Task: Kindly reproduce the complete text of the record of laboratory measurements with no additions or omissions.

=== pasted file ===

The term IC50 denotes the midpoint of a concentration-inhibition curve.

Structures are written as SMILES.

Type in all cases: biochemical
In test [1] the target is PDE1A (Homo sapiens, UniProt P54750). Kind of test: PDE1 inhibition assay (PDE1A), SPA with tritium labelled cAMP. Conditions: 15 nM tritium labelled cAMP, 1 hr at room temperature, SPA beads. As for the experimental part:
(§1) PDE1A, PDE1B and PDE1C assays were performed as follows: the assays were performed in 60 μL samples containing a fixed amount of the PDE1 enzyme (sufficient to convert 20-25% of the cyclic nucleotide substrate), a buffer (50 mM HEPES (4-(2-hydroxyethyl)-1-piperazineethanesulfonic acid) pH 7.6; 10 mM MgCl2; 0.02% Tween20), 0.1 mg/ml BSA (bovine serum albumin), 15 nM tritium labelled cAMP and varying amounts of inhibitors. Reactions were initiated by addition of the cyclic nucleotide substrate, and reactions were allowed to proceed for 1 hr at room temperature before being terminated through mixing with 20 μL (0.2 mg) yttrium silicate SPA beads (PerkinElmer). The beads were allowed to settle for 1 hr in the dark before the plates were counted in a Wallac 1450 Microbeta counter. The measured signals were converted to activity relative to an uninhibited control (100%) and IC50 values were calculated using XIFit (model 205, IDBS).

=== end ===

The term IC50 denotes the midpoint of a concentration-inhibition curve.

Structures are written as SMILES.

Type in all cases: biochemical
In test [1] the target is PDE1A (Homo sapiens, UniProt P54750). Kind of test: PDE1 inhibition assay (PDE1A), SPA with tritium labelled cAMP. Conditions: 15 nM tritium labelled cAMP, 1 hr at room temperature, SPA beads. As for the experimental part:
(§1) PDE1A, PDE1B and PDE1C assays were performed as follows: the assays were performed in 60 μL samples containing a fixed amount of the PDE1 enzyme (sufficient to convert 20-25% of the cyclic nucleotide substrate), a buffer (50 mM HEPES (4-(2-hydroxyethyl)-1-piperazineethanesulfonic acid) pH 7.6; 10 mM MgCl2; 0.02% Tween20), 0.1 mg/ml BSA (bovine serum albumin), 15 nM tritium labelled cAMP and varying amounts of inhibitors. Reactions were initiated by addition of the cyclic nucleotide substrate, and reactions were allowed to proceed for 1 hr at room temperature before being terminated through mixing with 20 μL (0.2 mg) yttrium silicate SPA beads (PerkinElmer). The beads were allowed to settle for 1 hr in the dark before the plates were counted in a Wallac 1450 Microbeta counter. The measured signals were converted to activity relative to an uninhibited control (100%) and IC50 values were calculated using XIFit (model 205, IDBS).